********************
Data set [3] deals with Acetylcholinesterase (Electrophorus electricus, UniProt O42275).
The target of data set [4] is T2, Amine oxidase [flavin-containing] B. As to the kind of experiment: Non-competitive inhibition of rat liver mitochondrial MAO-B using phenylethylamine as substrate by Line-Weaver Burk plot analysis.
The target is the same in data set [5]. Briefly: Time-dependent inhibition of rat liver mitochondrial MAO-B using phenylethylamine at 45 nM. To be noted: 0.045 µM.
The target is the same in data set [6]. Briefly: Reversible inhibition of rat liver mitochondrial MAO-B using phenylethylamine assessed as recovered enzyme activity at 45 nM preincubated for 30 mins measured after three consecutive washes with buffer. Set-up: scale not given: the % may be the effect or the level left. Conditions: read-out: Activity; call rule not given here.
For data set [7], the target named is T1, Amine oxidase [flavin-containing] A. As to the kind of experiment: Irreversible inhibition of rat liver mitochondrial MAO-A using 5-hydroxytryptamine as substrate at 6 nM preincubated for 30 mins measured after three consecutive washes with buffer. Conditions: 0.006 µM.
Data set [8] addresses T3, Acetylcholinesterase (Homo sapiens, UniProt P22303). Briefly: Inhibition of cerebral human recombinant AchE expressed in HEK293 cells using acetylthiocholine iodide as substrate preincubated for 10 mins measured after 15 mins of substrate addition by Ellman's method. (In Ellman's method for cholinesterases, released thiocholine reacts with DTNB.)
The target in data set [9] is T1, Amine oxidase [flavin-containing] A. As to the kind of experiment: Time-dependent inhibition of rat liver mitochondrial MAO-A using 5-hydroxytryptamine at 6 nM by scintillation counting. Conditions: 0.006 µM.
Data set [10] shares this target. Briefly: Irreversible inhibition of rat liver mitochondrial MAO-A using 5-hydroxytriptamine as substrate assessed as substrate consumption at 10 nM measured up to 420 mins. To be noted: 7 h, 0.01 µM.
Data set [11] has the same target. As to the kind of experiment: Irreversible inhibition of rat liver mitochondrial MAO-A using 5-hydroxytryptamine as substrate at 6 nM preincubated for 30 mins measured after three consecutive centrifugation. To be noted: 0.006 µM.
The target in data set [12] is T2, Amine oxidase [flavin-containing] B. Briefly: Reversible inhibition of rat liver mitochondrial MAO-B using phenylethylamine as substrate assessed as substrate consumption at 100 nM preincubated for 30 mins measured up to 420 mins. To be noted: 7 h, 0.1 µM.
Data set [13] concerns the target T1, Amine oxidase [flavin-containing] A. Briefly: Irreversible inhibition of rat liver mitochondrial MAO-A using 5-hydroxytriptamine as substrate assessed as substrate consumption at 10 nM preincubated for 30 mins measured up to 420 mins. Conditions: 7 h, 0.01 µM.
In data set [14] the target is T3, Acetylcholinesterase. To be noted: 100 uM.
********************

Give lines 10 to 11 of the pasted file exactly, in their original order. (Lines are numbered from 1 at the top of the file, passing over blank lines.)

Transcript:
The target in data set [12] is T2, Amine oxidase [flavin-containing] B. Briefly: Reversible inhibition of rat liver mitochondrial MAO-B using phenylethylamine as substrate assessed as substrate consumption at 100 nM preincubated for 30 mins measured up to 420 mins. To be noted: 7 h, 0.1 µM.
Data set [13] concerns the target T1, Amine oxidase [flavin-containing] A. Briefly: Irreversible inhibition of rat liver mitochondrial MAO-A using 5-hydroxytriptamine as substrate assessed as substrate consumption at 10 nM preincubated for 30 mins measured up to 420 mins. Conditions: 7 h, 0.01 µM.